Miners can't unilaterally change bitcoin. They can fork off at anytime, but that doesn't mean the whole ecosystem has to follow.

    When for profit miners stop profiting, all for profit miners will stop profiting at the same time. They will all be in the same boat, as they are now. The competition for those rewards will soon after become a collaboration to squeeze what last little profit they can before declaring the next best and newest blockchain will get their hashrate(already paid for itself 10x's over). people will rush to move their "investment" to wherever the miners will say the money is being made. When they can't convert back into fiat because of the fiat rules, they will find the new services that will instantly swap ledgers for them. That's when the faith and confidence in the entire stack will erode. Sure some will survive, but the conversion between fiat and crypto will be over, until a more stable environment emerges. An environment that is more inline with the principles of the original bitcoin, and not the actual implementation of the same.

    Crypto-"currency" is a dead end. Technology is not going to change human nature. Human nature will assimilate the technology, manipulate it and continue on unabated.

  31. #27
    I'll reply in the next couple of days.

  32. #28
    Quote Originally Posted by DamianTV View Post
    Yes, quite the shame when people dont really understand what gives money its actual value. Its called WORK, not MONEY MANIPULATION or ARTIFICIAL SCARCITY, as seems to be the case with Bitcoin...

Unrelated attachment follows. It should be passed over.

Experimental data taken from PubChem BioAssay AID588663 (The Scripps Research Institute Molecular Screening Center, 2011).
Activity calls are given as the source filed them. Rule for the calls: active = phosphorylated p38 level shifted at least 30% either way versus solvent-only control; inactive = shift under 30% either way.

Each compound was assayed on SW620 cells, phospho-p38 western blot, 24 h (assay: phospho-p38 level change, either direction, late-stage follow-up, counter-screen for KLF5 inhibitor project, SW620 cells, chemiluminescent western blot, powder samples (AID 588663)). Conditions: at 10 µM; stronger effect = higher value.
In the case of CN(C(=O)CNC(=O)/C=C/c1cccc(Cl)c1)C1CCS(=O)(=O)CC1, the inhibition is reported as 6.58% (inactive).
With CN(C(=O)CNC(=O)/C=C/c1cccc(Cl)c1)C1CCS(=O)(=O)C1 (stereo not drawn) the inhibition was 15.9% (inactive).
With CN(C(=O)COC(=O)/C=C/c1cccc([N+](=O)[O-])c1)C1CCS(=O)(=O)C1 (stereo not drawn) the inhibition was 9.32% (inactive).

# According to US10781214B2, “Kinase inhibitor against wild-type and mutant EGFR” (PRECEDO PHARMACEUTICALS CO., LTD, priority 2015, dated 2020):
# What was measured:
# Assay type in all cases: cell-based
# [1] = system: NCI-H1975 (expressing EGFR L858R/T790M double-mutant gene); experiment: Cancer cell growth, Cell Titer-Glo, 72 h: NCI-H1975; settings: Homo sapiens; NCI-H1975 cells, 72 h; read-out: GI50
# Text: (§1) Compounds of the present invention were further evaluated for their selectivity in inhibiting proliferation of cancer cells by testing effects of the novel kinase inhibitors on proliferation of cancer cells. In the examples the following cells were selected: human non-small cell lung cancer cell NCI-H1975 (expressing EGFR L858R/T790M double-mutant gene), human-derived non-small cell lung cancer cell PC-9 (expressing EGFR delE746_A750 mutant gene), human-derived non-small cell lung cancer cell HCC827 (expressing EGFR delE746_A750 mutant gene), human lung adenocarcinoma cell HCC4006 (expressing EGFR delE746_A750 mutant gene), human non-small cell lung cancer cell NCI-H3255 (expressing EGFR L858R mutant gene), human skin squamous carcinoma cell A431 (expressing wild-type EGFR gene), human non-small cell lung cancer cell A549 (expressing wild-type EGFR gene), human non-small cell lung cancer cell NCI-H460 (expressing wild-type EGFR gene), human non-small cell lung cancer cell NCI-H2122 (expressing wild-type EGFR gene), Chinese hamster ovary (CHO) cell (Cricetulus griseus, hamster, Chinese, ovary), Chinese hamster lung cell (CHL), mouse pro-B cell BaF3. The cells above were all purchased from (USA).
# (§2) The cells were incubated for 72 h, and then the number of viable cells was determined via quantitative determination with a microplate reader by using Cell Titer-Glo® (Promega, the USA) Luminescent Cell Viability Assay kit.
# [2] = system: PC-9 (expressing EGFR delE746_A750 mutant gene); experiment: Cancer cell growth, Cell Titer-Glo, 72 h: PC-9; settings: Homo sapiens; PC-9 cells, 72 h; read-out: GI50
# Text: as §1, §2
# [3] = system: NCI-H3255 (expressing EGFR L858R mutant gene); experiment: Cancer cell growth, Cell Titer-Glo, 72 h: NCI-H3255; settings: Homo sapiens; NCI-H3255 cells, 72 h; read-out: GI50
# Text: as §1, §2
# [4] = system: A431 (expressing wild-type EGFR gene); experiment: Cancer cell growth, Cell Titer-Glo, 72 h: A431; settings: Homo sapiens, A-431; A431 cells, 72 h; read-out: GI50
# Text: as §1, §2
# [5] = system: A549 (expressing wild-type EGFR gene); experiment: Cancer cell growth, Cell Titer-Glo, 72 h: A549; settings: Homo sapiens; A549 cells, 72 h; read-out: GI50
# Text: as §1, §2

Scarcity is the only thing that gives money value.


    No one gives a damn if you work hard shoveling coal all day. You're only going to get paid $5 a hour.


    Why do people choose gold over say granite? Simple. Because granite rocks are much easier to come by. Gold is a more scarce commodity.


    As for Bitcoin, when gives it value is people want a scarce commodity that can be exchanged easily online. Bitcoin meets that demand perfectly.
    “Maybe I forgot to mention something to you: I don’t believe in queens. You think freedom is something you can give and take on a whim. But to your people, freedom is as essential as air. And without it, there is no life. There is only darkness.” -Zaheer

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  33. #29
    Quote Originally Posted by PierzStyx View Post
    Scarcity is the only thing that gives money value.


    No one gives a damn if you work hard shoveling coal all day. You're only going to get paid $5 a hour.


    Why do people choose gold over say granite? Simple. Because granite rocks are much easier to come by. Gold is a more scarce commodity.


    As for Bitcoin, when gives it value is people want a scarce commodity that can be exchanged easily online. Bitcoin meets that demand perfectly.
    Scarcity alone does not give something value. It's a combination of scarcity and usefulness. A bitcoin is scarce but has no use so it has no actual value. Copper is useful but common so it has some value. Gold is useful and scarce so it has a lot of value.

  34. #30
    Quote Originally Posted by Madison320 View Post
    A bitcoin is scarce but has no use so it has no actual value.
    The actual value of a bitcoin is currently $16,893

    The platform is valuable because it allows people to trade or transfer that value.

    There is no other platform that can replace bitcoin as easily and cheaply with all of the same benefits, so thus bitcoin itself has a lot value.